International regulation of asbestos in shipbuilding is complex
The U.S. has banned the use of asbestos in ship construction – to a point. In the U.S., there can be up to 1 percent asbestos content on ships without violating any regulations. By contrast, in the EU that number is .01 percent. In Australia, no amount of asbestos onboard is acceptable.
In addition, the International Convention for the Safety of Life at Sea (SOLAS) holds that no ship built after 2002 can contain asbestos. The U.S. is a signatory of that treaty, which covers 99 percent of merchant vessels in the world, by tonnage.
A history of asbestos in ships
The U.S. has a long history of using asbestos in ship construction. Once considered a miracle product, asbestos is a great insulator that can prevent fires. Unfortunately, it is also extremely hazardous, causing mesothelioma and lung cancer when inhaled.
Due to its status as a known carcinogen and health hazard, the U.S. Navy stopped using asbestos in the latter part of the 20th century, and did extensive modifications to existing ships containing asbestos.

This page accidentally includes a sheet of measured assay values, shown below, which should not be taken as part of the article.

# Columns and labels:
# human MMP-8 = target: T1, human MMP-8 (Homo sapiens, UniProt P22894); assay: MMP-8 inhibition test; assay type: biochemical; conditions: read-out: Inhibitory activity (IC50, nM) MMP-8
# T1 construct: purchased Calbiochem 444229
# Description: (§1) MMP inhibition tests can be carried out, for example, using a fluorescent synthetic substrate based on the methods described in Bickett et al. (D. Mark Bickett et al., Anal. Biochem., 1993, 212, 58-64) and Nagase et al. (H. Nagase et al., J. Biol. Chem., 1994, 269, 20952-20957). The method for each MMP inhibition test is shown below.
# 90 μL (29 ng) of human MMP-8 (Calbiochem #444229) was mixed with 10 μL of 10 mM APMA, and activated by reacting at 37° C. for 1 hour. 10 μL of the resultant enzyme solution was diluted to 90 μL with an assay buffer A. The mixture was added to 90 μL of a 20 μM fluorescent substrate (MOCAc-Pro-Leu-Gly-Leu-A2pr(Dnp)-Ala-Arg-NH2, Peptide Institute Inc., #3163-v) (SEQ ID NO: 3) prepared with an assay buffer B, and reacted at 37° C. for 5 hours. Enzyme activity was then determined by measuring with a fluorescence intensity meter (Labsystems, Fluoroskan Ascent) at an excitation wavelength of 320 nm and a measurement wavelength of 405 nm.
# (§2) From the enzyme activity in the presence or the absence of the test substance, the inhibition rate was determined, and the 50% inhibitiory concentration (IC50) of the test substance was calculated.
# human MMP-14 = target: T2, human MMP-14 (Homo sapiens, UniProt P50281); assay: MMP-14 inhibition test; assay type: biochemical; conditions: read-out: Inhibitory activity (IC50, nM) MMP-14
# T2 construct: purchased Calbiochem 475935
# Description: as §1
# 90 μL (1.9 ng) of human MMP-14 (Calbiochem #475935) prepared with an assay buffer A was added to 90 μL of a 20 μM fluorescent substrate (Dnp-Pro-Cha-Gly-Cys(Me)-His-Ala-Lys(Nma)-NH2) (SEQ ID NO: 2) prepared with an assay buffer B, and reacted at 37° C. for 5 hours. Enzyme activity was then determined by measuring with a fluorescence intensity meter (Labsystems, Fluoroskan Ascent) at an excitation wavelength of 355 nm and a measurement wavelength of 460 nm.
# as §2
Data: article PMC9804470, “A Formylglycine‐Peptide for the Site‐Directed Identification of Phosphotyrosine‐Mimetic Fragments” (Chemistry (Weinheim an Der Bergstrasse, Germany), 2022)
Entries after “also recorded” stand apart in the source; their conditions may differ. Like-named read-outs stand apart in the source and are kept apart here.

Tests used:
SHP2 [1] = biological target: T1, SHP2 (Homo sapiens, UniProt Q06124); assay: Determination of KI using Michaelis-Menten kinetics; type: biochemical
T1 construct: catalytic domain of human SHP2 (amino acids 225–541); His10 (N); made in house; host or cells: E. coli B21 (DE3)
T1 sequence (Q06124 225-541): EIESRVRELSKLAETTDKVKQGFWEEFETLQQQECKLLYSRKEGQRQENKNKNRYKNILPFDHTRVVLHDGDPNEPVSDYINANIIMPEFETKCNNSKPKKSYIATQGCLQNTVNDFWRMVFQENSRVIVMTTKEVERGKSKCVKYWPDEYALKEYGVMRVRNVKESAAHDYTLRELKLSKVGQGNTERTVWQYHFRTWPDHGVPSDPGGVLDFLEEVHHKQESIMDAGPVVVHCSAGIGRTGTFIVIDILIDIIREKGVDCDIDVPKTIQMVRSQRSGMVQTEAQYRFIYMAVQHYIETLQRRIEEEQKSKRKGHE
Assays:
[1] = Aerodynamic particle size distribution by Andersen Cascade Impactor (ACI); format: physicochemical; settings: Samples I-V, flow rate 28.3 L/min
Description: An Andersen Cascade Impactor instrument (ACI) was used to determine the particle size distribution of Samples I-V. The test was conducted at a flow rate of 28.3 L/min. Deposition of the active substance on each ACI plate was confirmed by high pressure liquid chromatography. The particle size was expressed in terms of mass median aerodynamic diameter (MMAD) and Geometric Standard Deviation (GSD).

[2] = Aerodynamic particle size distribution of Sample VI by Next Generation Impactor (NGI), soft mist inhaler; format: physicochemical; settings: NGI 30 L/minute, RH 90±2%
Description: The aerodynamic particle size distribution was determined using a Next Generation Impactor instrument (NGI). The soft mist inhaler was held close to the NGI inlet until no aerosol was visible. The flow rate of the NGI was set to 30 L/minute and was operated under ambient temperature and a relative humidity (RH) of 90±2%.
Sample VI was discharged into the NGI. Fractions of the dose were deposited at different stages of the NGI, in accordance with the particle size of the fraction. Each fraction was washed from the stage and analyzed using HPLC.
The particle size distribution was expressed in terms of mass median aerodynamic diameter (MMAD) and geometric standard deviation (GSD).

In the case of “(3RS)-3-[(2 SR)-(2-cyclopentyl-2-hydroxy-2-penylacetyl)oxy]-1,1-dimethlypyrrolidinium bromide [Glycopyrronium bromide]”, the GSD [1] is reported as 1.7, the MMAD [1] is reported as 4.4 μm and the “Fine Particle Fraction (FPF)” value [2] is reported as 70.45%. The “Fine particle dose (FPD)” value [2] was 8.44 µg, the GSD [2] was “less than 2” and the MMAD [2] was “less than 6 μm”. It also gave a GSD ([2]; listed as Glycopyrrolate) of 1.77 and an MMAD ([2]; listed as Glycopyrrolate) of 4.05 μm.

Still, a number of older ships have asbestos, and even newer ships can contain some asbestos.
Asbestos still used in Chinese ship components
Enforcement of existing law is complex. For example, China manufactures a number of products for merchant ships. In China, it is still legal to use asbestos. While Chinese manufacturers may have set up asbestos-free assembly lines, there may still be the chance for cross-contamination.
Also, under SOLAS, shipbuilders must only certify that the product is asbestos-free. There is often no inspection done on the ship. Due to the international nature of ship construction, this can be problematic.
The U.S. Navy has largely removed asbestos from its ships, which caused a number of veterans and shipyard workers to develop mesothelioma and other types of cancer. As the world works to eliminate asbestos from ships entirely, it is important to remember that mesothelioma is not a problem of the past – it remains a danger to shipbuilders and people in seagoing professions.